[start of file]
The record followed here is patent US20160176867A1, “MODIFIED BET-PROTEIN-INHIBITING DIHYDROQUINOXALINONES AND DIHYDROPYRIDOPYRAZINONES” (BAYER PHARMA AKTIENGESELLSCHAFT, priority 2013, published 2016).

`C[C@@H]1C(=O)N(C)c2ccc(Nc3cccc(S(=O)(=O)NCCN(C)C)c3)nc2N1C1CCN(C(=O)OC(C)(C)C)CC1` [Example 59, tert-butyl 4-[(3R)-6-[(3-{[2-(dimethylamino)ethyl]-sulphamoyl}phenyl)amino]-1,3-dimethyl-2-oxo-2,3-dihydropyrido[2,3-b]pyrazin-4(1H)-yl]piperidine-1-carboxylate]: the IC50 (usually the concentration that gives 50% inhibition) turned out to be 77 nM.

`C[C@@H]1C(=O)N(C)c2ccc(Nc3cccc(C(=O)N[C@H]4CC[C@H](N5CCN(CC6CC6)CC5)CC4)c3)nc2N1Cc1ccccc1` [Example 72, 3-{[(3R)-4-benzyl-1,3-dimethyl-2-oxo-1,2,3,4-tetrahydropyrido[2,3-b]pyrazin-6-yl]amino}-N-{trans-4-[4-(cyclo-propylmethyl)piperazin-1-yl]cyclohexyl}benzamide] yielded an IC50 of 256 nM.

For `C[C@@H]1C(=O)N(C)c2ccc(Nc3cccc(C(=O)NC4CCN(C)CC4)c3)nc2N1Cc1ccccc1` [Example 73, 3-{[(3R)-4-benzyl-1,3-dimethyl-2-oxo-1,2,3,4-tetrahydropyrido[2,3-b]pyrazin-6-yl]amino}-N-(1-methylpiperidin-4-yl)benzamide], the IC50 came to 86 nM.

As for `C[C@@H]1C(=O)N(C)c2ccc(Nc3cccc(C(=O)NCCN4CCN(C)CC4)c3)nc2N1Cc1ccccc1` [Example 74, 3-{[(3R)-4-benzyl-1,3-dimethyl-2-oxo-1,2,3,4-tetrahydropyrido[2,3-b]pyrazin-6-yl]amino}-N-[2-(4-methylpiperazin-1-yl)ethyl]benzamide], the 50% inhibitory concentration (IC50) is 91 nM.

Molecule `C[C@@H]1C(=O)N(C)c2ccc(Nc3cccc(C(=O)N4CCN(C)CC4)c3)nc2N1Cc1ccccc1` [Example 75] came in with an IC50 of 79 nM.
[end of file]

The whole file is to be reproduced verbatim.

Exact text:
The record followed here is patent US20160176867A1, “MODIFIED BET-PROTEIN-INHIBITING DIHYDROQUINOXALINONES AND DIHYDROPYRIDOPYRAZINONES” (BAYER PHARMA AKTIENGESELLSCHAFT, priority 2013, published 2016).

`C[C@@H]1C(=O)N(C)c2ccc(Nc3cccc(S(=O)(=O)NCCN(C)C)c3)nc2N1C1CCN(C(=O)OC(C)(C)C)CC1` [Example 59, tert-butyl 4-[(3R)-6-[(3-{[2-(dimethylamino)ethyl]-sulphamoyl}phenyl)amino]-1,3-dimethyl-2-oxo-2,3-dihydropyrido[2,3-b]pyrazin-4(1H)-yl]piperidine-1-carboxylate]: the IC50 (usually the concentration that gives 50% inhibition) turned out to be 77 nM.

`C[C@@H]1C(=O)N(C)c2ccc(Nc3cccc(C(=O)N[C@H]4CC[C@H](N5CCN(CC6CC6)CC5)CC4)c3)nc2N1Cc1ccccc1` [Example 72, 3-{[(3R)-4-benzyl-1,3-dimethyl-2-oxo-1,2,3,4-tetrahydropyrido[2,3-b]pyrazin-6-yl]amino}-N-{trans-4-[4-(cyclo-propylmethyl)piperazin-1-yl]cyclohexyl}benzamide] yielded an IC50 of 256 nM.

For `C[C@@H]1C(=O)N(C)c2ccc(Nc3cccc(C(=O)NC4CCN(C)CC4)c3)nc2N1Cc1ccccc1` [Example 73, 3-{[(3R)-4-benzyl-1,3-dimethyl-2-oxo-1,2,3,4-tetrahydropyrido[2,3-b]pyrazin-6-yl]amino}-N-(1-methylpiperidin-4-yl)benzamide], the IC50 came to 86 nM.

As for `C[C@@H]1C(=O)N(C)c2ccc(Nc3cccc(C(=O)NCCN4CCN(C)CC4)c3)nc2N1Cc1ccccc1` [Example 74, 3-{[(3R)-4-benzyl-1,3-dimethyl-2-oxo-1,2,3,4-tetrahydropyrido[2,3-b]pyrazin-6-yl]amino}-N-[2-(4-methylpiperazin-1-yl)ethyl]benzamide], the 50% inhibitory concentration (IC50) is 91 nM.

Molecule `C[C@@H]1C(=O)N(C)c2ccc(Nc3cccc(C(=O)N4CCN(C)CC4)c3)nc2N1Cc1ccccc1` [Example 75] came in with an IC50 of 79 nM.